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Foam Test Bolsters Shuttle Theory

Investigators' belief that impact of debris doomed Columbia gains credence.

May 30, 2003|From Associated Press

CAPE CANAVERAL, Fla. — Foam shot at a fiberglass mock-up of a space shuttle wing knocked loose a seal Thursday, providing hard evidence for accident investigators who suspect Columbia was doomed from liftoff by a debris strike.

The investigators suspect a seal along the leading edge of Columbia's left wing was damaged when a chunk of foam insulation from the spaceship's fuel tank slammed into it during the shuttle's launch.

A spokesman for the Columbia Accident Investigation Board, Air Force Lt. Col. Woody Woodyard, described Thursday's result as "significant" but not conclusive.

Woodyard said more foam-impact tests are planned in coming weeks. "We've got to analyze the data and evaluate all the data before we can draw any conclusions," he said.

In the first and only shot of the day at Southwest Research Institute in San Antonio, a 1.67-pound piece of space shuttle foam insulation was shot at the fiberglass leading edge at 533 mph. The foam blasted through the 33-foot barrel of a nitrogen-pressurized gun toward the pretend panel No. 6 on the leading edge, tilted at a 20-degree angle.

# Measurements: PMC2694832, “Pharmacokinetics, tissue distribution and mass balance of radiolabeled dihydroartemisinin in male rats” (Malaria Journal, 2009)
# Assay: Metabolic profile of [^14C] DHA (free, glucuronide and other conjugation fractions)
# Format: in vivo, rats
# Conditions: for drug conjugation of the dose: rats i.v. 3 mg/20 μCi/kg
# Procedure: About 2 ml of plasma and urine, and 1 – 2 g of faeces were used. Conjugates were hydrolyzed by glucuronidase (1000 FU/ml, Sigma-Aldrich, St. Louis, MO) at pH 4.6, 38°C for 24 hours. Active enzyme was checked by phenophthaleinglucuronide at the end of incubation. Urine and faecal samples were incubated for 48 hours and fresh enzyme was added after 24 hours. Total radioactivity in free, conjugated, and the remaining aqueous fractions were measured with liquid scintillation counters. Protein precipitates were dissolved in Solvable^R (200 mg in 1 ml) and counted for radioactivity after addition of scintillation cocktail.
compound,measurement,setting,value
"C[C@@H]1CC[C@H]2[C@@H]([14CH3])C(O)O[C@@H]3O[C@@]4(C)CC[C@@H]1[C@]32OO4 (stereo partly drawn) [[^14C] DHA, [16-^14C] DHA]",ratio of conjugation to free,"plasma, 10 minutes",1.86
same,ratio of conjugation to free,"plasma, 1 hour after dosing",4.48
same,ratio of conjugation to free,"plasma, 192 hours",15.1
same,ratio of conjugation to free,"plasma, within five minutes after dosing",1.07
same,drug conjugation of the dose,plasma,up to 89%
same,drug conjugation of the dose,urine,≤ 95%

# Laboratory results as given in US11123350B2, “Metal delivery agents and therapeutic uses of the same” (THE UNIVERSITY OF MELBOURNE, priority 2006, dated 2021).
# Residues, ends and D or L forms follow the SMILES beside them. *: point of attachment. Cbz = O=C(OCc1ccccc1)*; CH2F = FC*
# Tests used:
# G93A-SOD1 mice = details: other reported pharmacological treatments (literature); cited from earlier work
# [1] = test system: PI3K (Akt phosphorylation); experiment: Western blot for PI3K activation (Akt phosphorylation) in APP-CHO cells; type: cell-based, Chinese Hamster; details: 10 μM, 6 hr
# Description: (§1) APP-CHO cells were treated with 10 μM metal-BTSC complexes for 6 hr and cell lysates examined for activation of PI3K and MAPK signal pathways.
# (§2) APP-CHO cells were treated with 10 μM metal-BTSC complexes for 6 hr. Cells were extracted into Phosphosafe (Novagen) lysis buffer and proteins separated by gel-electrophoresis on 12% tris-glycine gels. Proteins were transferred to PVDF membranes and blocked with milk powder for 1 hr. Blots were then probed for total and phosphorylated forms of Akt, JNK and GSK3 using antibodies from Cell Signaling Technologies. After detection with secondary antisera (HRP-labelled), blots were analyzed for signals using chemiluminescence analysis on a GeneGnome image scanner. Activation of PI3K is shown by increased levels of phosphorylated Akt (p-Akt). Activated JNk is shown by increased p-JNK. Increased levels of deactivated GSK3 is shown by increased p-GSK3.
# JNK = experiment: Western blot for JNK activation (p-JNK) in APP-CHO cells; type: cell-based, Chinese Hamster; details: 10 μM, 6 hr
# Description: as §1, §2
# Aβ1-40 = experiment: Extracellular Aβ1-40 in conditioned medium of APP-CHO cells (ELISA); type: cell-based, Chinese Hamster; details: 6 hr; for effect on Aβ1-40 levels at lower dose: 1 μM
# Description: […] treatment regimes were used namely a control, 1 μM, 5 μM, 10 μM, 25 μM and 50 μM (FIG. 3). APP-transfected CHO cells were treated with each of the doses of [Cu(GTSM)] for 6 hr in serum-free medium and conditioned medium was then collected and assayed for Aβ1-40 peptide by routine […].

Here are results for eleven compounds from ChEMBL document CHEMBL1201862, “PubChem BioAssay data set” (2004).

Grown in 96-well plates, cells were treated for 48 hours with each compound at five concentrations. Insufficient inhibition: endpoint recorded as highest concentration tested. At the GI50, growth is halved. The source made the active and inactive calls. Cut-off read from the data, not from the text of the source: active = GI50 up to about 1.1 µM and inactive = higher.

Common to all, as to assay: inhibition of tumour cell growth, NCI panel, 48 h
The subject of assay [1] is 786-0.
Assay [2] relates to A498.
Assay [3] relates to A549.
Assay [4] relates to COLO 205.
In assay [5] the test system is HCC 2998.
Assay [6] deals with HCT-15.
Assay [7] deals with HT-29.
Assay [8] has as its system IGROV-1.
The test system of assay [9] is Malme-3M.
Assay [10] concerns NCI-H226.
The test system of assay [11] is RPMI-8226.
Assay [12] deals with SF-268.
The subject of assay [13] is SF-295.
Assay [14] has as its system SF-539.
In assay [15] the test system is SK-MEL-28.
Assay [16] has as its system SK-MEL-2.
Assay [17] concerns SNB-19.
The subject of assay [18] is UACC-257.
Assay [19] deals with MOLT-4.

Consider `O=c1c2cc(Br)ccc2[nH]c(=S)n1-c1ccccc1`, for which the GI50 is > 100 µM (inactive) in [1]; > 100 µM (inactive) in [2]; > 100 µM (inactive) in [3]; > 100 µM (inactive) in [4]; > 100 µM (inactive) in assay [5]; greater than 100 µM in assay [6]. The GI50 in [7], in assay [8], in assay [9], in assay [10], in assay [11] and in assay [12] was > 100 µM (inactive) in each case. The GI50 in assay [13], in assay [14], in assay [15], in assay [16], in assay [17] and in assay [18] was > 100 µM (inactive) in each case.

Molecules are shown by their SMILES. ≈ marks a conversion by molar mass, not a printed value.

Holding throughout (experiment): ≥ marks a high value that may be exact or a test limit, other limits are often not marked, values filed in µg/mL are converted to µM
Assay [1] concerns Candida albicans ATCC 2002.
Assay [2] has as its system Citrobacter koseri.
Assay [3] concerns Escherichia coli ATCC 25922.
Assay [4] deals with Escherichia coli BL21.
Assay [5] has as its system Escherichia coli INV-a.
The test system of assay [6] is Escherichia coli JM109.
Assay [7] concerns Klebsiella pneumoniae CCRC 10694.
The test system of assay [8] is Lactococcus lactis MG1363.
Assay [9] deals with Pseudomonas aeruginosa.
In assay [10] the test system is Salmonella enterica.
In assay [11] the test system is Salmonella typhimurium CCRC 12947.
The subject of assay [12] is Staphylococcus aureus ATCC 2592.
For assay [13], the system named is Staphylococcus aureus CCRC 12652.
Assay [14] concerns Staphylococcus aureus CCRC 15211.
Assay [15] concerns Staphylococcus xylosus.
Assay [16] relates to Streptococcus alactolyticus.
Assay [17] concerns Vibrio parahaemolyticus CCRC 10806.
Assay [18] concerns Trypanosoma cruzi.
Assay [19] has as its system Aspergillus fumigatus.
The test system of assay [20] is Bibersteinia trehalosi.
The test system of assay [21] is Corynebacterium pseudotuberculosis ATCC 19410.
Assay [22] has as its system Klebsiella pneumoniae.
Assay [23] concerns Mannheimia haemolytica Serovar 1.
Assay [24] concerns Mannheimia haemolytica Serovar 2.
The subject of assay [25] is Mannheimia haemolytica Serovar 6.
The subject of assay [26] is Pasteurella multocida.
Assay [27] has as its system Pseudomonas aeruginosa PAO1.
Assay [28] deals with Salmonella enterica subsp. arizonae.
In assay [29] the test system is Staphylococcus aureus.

Upon impact, the adjacent seal lifted and pulled toward panel No. 7, leaving an opening about 22 inches long, Woodyard said. The width of the gap ranged from the thickness of a dime to more than a quarter-inch.

All the parts in the abbreviated leading edge were fiberglass and came from the never-launched shuttle prototype Enterprise, which is housed at the Smithsonian Institution in Washington, Woodyard said. In eagerly awaited testing in June, researchers plan to shoot foam at carbon-composite wing pieces that flew in space.

Fiberglass is about 2 1/2 times more resilient than the carbon-composite material that makes up real wing panels and seals, Woodyard said. That would suggest that a real panel or seal would have been damaged even more by a foam strike.

All seven astronauts were killed in the Feb. 1 disaster, just minutes short of their Florida homecoming.

A final report by the board is expected by the end of July.

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